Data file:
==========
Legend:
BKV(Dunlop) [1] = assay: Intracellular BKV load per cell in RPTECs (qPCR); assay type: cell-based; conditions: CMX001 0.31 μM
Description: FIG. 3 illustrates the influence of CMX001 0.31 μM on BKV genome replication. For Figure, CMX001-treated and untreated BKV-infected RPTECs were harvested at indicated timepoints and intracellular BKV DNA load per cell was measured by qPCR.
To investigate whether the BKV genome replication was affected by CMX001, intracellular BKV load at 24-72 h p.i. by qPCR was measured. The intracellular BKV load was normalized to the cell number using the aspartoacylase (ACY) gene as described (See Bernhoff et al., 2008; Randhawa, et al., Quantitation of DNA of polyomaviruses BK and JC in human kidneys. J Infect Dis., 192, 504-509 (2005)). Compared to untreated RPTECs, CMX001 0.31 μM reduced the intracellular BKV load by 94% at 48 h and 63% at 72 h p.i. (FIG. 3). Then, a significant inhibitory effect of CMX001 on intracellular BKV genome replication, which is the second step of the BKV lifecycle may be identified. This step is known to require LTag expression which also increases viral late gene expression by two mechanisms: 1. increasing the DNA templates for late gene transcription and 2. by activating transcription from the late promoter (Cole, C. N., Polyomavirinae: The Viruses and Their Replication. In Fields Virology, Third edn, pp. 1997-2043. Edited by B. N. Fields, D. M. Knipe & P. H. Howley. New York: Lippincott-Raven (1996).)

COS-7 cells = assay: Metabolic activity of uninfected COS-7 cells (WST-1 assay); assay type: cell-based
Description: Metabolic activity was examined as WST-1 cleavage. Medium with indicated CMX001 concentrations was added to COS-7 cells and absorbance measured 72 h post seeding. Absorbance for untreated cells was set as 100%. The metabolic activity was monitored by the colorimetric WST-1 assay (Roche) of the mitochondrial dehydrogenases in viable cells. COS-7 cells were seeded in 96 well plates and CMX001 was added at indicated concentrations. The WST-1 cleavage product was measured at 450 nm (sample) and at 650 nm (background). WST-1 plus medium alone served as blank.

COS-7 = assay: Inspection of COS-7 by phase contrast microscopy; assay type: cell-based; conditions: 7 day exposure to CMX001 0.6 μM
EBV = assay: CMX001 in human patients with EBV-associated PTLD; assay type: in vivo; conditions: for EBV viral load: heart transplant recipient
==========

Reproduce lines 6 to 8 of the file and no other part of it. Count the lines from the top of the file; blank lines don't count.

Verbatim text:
Description: Metabolic activity was examined as WST-1 cleavage. Medium with indicated CMX001 concentrations was added to COS-7 cells and absorbance measured 72 h post seeding. Absorbance for untreated cells was set as 100%. The metabolic activity was monitored by the colorimetric WST-1 assay (Roche) of the mitochondrial dehydrogenases in viable cells. COS-7 cells were seeded in 96 well plates and CMX001 was added at indicated concentrations. The WST-1 cleavage product was measured at 450 nm (sample) and at 650 nm (background). WST-1 plus medium alone served as blank.

COS-7 = assay: Inspection of COS-7 by phase contrast microscopy; assay type: cell-based; conditions: 7 day exposure to CMX001 0.6 μM
EBV = assay: CMX001 in human patients with EBV-associated PTLD; assay type: in vivo; conditions: for EBV viral load: heart transplant recipient